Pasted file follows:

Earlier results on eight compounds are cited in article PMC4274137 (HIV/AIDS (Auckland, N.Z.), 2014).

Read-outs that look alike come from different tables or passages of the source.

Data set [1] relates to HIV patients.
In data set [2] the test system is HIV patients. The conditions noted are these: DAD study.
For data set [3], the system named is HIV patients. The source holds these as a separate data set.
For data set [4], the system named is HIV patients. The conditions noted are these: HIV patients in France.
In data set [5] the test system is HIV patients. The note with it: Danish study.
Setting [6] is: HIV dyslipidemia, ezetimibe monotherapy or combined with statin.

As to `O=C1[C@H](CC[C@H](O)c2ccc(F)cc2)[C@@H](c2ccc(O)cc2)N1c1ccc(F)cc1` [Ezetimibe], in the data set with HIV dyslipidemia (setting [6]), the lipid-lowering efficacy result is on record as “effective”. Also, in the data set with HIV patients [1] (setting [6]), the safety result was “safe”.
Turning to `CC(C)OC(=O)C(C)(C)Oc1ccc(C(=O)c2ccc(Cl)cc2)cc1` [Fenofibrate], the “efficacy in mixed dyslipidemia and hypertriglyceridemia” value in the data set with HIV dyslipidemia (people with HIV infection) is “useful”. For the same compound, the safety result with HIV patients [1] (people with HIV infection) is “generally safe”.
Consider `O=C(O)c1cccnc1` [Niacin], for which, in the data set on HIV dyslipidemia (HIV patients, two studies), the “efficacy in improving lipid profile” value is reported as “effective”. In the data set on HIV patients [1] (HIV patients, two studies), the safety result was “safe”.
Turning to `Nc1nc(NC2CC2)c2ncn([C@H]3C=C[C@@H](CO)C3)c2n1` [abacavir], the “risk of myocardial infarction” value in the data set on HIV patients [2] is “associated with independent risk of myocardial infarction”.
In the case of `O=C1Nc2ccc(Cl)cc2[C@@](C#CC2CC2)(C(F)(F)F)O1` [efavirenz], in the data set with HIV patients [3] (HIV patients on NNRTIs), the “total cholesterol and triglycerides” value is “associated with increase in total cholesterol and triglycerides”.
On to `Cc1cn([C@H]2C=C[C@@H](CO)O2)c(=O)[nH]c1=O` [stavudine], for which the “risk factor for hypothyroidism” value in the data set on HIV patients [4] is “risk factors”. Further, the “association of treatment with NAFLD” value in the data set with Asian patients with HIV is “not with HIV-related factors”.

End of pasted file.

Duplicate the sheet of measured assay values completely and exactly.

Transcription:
Earlier results on eight compounds are cited in article PMC4274137 (HIV/AIDS (Auckland, N.Z.), 2014).

Read-outs that look alike come from different tables or passages of the source.

Data set [1] relates to HIV patients.
In data set [2] the test system is HIV patients. The conditions noted are these: DAD study.
For data set [3], the system named is HIV patients. The source holds these as a separate data set.
For data set [4], the system named is HIV patients. The conditions noted are these: HIV patients in France.
In data set [5] the test system is HIV patients. The note with it: Danish study.
Setting [6] is: HIV dyslipidemia, ezetimibe monotherapy or combined with statin.

As to `O=C1[C@H](CC[C@H](O)c2ccc(F)cc2)[C@@H](c2ccc(O)cc2)N1c1ccc(F)cc1` [Ezetimibe], in the data set with HIV dyslipidemia (setting [6]), the lipid-lowering efficacy result is on record as “effective”. Also, in the data set with HIV patients [1] (setting [6]), the safety result was “safe”.
Turning to `CC(C)OC(=O)C(C)(C)Oc1ccc(C(=O)c2ccc(Cl)cc2)cc1` [Fenofibrate], the “efficacy in mixed dyslipidemia and hypertriglyceridemia” value in the data set with HIV dyslipidemia (people with HIV infection) is “useful”. For the same compound, the safety result with HIV patients [1] (people with HIV infection) is “generally safe”.
Consider `O=C(O)c1cccnc1` [Niacin], for which, in the data set on HIV dyslipidemia (HIV patients, two studies), the “efficacy in improving lipid profile” value is reported as “effective”. In the data set on HIV patients [1] (HIV patients, two studies), the safety result was “safe”.
Turning to `Nc1nc(NC2CC2)c2ncn([C@H]3C=C[C@@H](CO)C3)c2n1` [abacavir], the “risk of myocardial infarction” value in the data set on HIV patients [2] is “associated with independent risk of myocardial infarction”.
In the case of `O=C1Nc2ccc(Cl)cc2[C@@](C#CC2CC2)(C(F)(F)F)O1` [efavirenz], in the data set with HIV patients [3] (HIV patients on NNRTIs), the “total cholesterol and triglycerides” value is “associated with increase in total cholesterol and triglycerides”.
On to `Cc1cn([C@H]2C=C[C@@H](CO)O2)c(=O)[nH]c1=O` [stavudine], for which the “risk factor for hypothyroidism” value in the data set on HIV patients [4] is “risk factors”. Further, the “association of treatment with NAFLD” value in the data set with Asian patients with HIV is “not with HIV-related factors”.